8. Dual manifold heat pipe evaporator

    DOEpatents

    Adkins, Douglas R.; Rawlinson, K. Scott

    1994-01-01

    An improved evaporator section for a dual manifold heat pipe. Both the upper and lower manifolds can have surfaces exposed to the heat source which evaporate the working fluid. The tubes in the tube bank between the manifolds have openings in their lower extensions into the lower manifold to provide for the transport of evaporated working fluid from the lower manifold into the tubes and from there on into the upper manifold and on to the condenser portion of the heat pipe. A wick structure lining the inner walls of the evaporator tubes extends into both the upper and lower manifolds. At least some of the tubes also have overflow tubes contained within them to carry condensed working fluid from the upper manifold to pass to the lower without spilling down the inside walls of the tubes.

  9. Dual manifold heat pipe evaporator

    DOEpatents

    Adkins, D.R.; Rawlinson, K.S.

    1994-01-04

    An improved evaporator section is described for a dual manifold heat pipe. Both the upper and lower manifolds can have surfaces exposed to the heat source which evaporate the working fluid. The tubes in the tube bank between the manifolds have openings in their lower extensions into the lower manifold to provide for the transport of evaporated working fluid from the lower manifold into the tubes and from there on into the upper manifold and on to the condenser portion of the heat pipe. A wick structure lining the inner walls of the evaporator tubes extends into both the upper and lower manifolds. At least some of the tubes also have overflow tubes contained within them to carry condensed working fluid from the upper manifold to pass to the lower without spilling down the inside walls of the tubes. 1 figure.

  10. Pilot-scale study on the treatment of basal aquifer water using ultrafiltration, reverse osmosis and evaporation/crystallization to achieve zero-liquid discharge.

    PubMed

    Loganathan, Kavithaa; Chelme-Ayala, Pamela; Gamal El-Din, Mohamed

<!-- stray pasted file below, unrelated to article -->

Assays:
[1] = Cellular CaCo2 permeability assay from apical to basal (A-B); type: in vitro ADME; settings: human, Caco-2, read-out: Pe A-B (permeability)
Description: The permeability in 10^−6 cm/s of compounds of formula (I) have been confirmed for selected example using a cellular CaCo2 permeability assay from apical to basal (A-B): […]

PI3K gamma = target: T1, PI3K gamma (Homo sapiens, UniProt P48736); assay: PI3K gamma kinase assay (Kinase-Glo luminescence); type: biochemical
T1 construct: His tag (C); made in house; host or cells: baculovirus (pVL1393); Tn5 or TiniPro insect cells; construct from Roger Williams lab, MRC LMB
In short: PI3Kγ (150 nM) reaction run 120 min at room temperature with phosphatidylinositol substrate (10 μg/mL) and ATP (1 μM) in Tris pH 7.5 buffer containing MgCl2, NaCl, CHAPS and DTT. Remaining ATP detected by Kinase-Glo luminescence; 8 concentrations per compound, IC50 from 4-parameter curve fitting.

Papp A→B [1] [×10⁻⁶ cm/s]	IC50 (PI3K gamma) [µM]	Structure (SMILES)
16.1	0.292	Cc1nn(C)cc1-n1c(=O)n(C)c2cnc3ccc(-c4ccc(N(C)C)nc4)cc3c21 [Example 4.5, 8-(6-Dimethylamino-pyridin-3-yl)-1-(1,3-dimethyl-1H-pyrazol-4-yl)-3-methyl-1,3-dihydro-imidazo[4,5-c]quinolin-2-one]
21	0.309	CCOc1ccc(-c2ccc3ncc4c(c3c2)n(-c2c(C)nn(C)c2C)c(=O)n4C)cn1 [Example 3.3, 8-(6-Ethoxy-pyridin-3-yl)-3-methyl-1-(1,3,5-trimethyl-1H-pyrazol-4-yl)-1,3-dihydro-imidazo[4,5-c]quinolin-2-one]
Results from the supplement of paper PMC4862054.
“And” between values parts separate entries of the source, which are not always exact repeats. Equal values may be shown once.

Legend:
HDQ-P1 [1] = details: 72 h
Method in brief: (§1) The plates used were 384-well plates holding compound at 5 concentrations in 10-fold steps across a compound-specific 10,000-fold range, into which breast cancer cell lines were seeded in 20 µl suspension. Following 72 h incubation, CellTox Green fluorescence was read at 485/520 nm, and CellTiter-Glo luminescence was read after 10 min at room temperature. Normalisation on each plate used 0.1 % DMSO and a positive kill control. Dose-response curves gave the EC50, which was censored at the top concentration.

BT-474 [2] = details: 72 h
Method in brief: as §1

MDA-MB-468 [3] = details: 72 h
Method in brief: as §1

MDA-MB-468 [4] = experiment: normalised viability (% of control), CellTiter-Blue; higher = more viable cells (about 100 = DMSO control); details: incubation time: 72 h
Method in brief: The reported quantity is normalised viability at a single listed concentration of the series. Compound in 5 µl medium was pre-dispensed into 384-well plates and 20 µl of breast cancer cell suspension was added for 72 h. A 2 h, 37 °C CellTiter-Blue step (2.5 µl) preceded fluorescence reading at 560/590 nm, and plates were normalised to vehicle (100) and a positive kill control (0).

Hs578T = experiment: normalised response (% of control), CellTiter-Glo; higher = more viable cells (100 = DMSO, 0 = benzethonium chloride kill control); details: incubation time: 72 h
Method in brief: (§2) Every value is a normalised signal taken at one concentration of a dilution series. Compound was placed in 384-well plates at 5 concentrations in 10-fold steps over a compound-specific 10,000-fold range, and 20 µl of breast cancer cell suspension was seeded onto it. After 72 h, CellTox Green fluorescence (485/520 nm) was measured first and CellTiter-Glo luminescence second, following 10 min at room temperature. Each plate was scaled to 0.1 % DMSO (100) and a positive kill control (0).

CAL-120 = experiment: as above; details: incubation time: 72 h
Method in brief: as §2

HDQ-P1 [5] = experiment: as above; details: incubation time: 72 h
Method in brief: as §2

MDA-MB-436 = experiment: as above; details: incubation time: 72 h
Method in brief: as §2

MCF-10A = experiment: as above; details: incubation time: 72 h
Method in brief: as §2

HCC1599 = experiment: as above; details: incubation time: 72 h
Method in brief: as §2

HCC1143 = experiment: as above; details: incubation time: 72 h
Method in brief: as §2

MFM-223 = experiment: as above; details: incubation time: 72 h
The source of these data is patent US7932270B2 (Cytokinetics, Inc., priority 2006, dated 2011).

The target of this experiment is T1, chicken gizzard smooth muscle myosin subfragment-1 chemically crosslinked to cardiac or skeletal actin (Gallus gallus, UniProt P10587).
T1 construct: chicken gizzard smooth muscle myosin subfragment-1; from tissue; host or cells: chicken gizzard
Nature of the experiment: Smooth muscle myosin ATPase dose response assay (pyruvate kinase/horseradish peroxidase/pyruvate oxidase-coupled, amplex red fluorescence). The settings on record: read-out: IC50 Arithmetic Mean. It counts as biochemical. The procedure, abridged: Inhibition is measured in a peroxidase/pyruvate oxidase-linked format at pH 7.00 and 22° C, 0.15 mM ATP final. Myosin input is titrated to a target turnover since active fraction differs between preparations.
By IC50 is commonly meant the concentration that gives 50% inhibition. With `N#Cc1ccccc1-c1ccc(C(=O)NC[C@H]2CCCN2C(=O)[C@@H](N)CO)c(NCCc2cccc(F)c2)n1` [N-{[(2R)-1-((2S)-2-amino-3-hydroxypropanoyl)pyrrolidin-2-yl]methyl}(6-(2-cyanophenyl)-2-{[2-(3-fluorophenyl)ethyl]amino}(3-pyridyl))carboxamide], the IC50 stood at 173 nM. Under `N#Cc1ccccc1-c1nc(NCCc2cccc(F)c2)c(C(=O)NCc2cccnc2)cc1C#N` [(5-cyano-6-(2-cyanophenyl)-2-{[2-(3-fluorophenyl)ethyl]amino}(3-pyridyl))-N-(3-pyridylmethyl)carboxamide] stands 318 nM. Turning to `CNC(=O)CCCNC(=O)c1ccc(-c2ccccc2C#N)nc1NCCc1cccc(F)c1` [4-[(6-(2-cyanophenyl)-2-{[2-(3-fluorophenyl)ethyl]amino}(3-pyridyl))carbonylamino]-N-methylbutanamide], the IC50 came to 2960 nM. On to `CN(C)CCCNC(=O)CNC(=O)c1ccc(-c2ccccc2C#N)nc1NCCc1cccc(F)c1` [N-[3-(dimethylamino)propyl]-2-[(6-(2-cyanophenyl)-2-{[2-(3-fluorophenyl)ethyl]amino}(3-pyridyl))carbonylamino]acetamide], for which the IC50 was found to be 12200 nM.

2016-01-01

    Basal aquifer water is deep groundwater found at the bottom of geological formations, underlying bitumen-saturated sands. Some of the concerns associated with basal aquifer water at the Athabasca oil sands are the high concentrations of hardness-causing compounds, alkalinity, and total dissolved solids. The objective of this pilot-scale study was to treat basal aquifer water to a quality suitable for its reuse in the production of synthetic oil. To achieve zero-liquid discharge (ZLD) conditions, the treatment train included chemical oxidation, polymeric ultrafiltration (UF), reverse osmosis (RO), and evaporation-crystallization technologies. The results indicated that the UF unit was effective in removing solids, with UF filtrate turbidity averaging 2.0 NTU and silt density index averaging 0.9. Membrane autopsies indicated that iron was the primary foulant on the UF and RO membranes. Laboratory and pilot-scale tests on RO reject were conducted to determine the feasibility of ZLD crystallization. Due to the high amounts of calcium, magnesium, and bicarbonate in the RO reject, softening of the feed was required to avoid scaling in the evaporator. Crystals produced throughout the testing were mainly sodium chloride. The results of this study indicated that the ZLD approach was effective in both producing freshwater and minimizing brine discharges. PMID:26433363

  11. A shortcut for designing evaporators